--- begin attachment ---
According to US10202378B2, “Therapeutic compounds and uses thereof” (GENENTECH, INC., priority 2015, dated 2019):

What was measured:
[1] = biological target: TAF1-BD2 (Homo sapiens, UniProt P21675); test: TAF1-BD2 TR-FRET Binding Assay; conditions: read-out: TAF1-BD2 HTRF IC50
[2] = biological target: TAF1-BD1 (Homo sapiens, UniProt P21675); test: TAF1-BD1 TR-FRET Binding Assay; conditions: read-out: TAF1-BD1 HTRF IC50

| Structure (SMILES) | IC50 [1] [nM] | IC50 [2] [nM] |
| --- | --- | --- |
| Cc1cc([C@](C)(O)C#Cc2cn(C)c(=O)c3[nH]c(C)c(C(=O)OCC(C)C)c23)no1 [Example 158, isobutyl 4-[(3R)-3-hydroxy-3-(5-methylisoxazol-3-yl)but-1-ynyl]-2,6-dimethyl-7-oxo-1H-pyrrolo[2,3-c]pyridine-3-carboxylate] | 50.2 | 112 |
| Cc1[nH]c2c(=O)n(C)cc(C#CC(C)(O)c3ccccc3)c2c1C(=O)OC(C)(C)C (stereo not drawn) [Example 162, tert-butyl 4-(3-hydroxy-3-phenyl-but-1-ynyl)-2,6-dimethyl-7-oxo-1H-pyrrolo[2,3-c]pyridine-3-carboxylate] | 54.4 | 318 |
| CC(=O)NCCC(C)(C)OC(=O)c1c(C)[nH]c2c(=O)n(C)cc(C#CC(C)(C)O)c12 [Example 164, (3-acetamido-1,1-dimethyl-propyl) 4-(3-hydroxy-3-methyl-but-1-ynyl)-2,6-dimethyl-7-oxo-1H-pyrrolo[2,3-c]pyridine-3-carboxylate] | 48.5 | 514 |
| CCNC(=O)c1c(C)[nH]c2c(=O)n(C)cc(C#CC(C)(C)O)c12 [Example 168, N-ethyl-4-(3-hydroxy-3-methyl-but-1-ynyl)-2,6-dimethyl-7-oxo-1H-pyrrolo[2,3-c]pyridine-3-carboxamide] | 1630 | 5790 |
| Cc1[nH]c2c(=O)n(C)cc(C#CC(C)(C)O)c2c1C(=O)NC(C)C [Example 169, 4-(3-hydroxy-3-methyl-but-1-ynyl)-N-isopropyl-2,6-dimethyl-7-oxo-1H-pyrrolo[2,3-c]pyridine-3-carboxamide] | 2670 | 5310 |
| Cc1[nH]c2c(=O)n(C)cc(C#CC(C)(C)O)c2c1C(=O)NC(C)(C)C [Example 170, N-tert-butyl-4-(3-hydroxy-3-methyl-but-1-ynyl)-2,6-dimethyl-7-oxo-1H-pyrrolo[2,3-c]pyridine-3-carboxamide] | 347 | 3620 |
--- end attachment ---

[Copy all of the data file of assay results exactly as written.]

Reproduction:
According to US10202378B2, “Therapeutic compounds and uses thereof” (GENENTECH, INC., priority 2015, dated 2019):

What was measured:
[1] = biological target: TAF1-BD2 (Homo sapiens, UniProt P21675); test: TAF1-BD2 TR-FRET Binding Assay; conditions: read-out: TAF1-BD2 HTRF IC50
[2] = biological target: TAF1-BD1 (Homo sapiens, UniProt P21675); test: TAF1-BD1 TR-FRET Binding Assay; conditions: read-out: TAF1-BD1 HTRF IC50

| Structure (SMILES) | IC50 [1] [nM] | IC50 [2] [nM] |
| --- | --- | --- |
| Cc1cc([C@](C)(O)C#Cc2cn(C)c(=O)c3[nH]c(C)c(C(=O)OCC(C)C)c23)no1 [Example 158, isobutyl 4-[(3R)-3-hydroxy-3-(5-methylisoxazol-3-yl)but-1-ynyl]-2,6-dimethyl-7-oxo-1H-pyrrolo[2,3-c]pyridine-3-carboxylate] | 50.2 | 112 |
| Cc1[nH]c2c(=O)n(C)cc(C#CC(C)(O)c3ccccc3)c2c1C(=O)OC(C)(C)C (stereo not drawn) [Example 162, tert-butyl 4-(3-hydroxy-3-phenyl-but-1-ynyl)-2,6-dimethyl-7-oxo-1H-pyrrolo[2,3-c]pyridine-3-carboxylate] | 54.4 | 318 |
| CC(=O)NCCC(C)(C)OC(=O)c1c(C)[nH]c2c(=O)n(C)cc(C#CC(C)(C)O)c12 [Example 164, (3-acetamido-1,1-dimethyl-propyl) 4-(3-hydroxy-3-methyl-but-1-ynyl)-2,6-dimethyl-7-oxo-1H-pyrrolo[2,3-c]pyridine-3-carboxylate] | 48.5 | 514 |
| CCNC(=O)c1c(C)[nH]c2c(=O)n(C)cc(C#CC(C)(C)O)c12 [Example 168, N-ethyl-4-(3-hydroxy-3-methyl-but-1-ynyl)-2,6-dimethyl-7-oxo-1H-pyrrolo[2,3-c]pyridine-3-carboxamide] | 1630 | 5790 |
| Cc1[nH]c2c(=O)n(C)cc(C#CC(C)(C)O)c2c1C(=O)NC(C)C [Example 169, 4-(3-hydroxy-3-methyl-but-1-ynyl)-N-isopropyl-2,6-dimethyl-7-oxo-1H-pyrrolo[2,3-c]pyridine-3-carboxamide] | 2670 | 5310 |
| Cc1[nH]c2c(=O)n(C)cc(C#CC(C)(C)O)c2c1C(=O)NC(C)(C)C [Example 170, N-tert-butyl-4-(3-hydroxy-3-methyl-but-1-ynyl)-2,6-dimethyl-7-oxo-1H-pyrrolo[2,3-c]pyridine-3-carboxamide] | 347 | 3620 |